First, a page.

In 2008, the company announced a core banking platform that will allow it to retire 100 legacy systems.
“It spells the ends of our legacy systems,” Bennett said. "It integrates all layers of our banking —the customer-facing systems, our middleware, our manufacturing layer, our enterprise layer — our finance and risk systems — and that means we won’t have to worry about integration.”
The company has set up a standalone online direct channel bank, uBank, using the new Oracle platform, and has migrated 300,000 customers onto it.
But the bank’s technologists estimate it will take another five-to-seven years to migrate the data from all its legacy core banking systems onto the NextGen platform — and will therefore be four or five years later than originally anticipated.
Read on for progress on the transformation so far....
What gains have been made?
NAB’s technology team was restructured in November 2012 to ensure the transformation would hit its milestones.
Gavin Slater, the bank’s group technology executive, split the CIO role in two, appointing Bennett as executive general manager of enterprise transformation and McGee as CTO. The Australian Financial Review — without naming sources — suggests Slater may be overdue for a promotion into a new area of the bank.
Bennett’s team is accountable for mapping out the “optimal sequence” of the transformation — nsuring the bank’s various technology projects are scheduled for completion at the appropriate times.
Denis McGee is responsible for business-as-usual operations around everything from applications, mainframe, server, data centre and IT security. But just about every piece of kit or service he manages has implications for the transformation.
The first win for the bank was a network consolidation contract signed with Telstra some 18 months ago, which collapses ten networks into one. NAB will now pay for traffic on this network in more of a utility-style fashion and Telstra will be involved in the upkeep of the network assets.
“We are essentially contracting Telstra for an outcome,” Bennett told iTnews. “The capacity of that network must be met and by a network that is current.”
Bennett said the NAB has made savings of 30 percent on its telecommunication costs as a result.
The bank is taking a similar "outcomes-based" approach to its IT infrastructure. It has completed most of the groundwork for a build of a ‘private cloud’, which attempts to take advantage of cloud-like self-service provisioning and utility pricing, without sharing computing resources with other organisations.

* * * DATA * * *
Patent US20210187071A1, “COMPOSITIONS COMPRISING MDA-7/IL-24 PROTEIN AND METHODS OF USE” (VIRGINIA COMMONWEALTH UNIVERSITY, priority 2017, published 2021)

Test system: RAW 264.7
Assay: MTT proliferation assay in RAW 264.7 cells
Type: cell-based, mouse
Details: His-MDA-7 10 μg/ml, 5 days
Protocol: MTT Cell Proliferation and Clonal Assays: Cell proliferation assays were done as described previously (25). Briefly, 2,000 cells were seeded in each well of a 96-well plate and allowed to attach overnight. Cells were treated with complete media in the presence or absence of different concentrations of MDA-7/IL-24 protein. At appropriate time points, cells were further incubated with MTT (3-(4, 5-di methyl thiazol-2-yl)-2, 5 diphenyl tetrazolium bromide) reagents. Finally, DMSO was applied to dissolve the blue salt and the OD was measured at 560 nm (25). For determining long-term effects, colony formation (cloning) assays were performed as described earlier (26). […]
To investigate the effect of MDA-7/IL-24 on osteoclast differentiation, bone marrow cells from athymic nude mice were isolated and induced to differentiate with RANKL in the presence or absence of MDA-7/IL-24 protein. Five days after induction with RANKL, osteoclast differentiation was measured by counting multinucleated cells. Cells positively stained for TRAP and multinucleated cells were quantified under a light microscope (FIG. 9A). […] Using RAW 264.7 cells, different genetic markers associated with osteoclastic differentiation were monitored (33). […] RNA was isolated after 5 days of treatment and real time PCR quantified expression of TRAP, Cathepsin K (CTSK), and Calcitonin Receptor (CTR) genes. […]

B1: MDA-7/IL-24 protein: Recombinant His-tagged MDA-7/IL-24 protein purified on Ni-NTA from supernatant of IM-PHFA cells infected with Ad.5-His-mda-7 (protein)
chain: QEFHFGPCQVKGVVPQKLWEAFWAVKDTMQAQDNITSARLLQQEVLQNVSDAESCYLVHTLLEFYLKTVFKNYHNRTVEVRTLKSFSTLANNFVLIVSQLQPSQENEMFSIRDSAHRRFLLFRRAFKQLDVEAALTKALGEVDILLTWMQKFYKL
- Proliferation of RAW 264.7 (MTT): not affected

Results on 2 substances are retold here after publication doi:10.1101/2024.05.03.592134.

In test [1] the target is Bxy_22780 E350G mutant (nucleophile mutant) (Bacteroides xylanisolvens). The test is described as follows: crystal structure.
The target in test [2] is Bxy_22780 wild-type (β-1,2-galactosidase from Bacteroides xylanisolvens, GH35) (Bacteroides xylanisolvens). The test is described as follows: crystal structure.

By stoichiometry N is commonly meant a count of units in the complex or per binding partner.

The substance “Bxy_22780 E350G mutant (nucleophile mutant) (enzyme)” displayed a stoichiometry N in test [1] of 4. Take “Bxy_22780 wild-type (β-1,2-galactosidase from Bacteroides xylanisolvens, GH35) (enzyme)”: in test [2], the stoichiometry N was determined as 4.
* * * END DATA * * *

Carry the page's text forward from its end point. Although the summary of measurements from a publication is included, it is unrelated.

“We have created an infrastructure-on-demand cloud, with a number of test and dev [programs] running in that environment to shake it down,” McGee said. “We are well advanced with building the patterns required for the production environment to move those applications across. We’re on track for late March or April to push the first production application across.”
The bank has, as mentioned previously, taken delivery of the new Deer Park data centre, and has completed the fitout of racks, cabling and most recently, firewalls and other physical security assets in recent weeks.
But the migration of new applications into this facility will take most of 2013.
By the fourth quarter, NAB expects most applications to be running in Deer Park — with a few notable exceptions — and will then begin decommissioning its racks in Telstra and IBM co-lo facilities and the small computer rooms dispersed elsewhere through the country. The bank is unlikely to find time to decommission the East Melbourne data centre prior to 2014.
McGee told iTnews the migration of applications into the new data centre is a "matter of scheduling" and will be more or less timed with any software updates that need to be applied.
“We are now going through the prioritisation of which apps move first into the data centre. We’re scheduling around code drops.
"We prefer to time the re-platform of any system into the new data centre rather than deploy it in East Melbourne and then do a physical lift and shift.”
Progress so far has been made on updating to the latest database engines, tuning the performance of those databases, and moving the bank’s data warehouse off Sun 8000 boxes onto the Oracle Exadata platform.
NAB’s core banking system will continue to run on IBM z11 and z10 mainframes in an existing facility until the NextGen migration is complete, which as stated, might take up to seven years.
NAB’s IT future
Like his counterparts at ANZ and Westpac, Gavin Slater, group technology executive at NAB envisions his future technology team as an “orchestrator of technology services” rather than a traditional IT shop.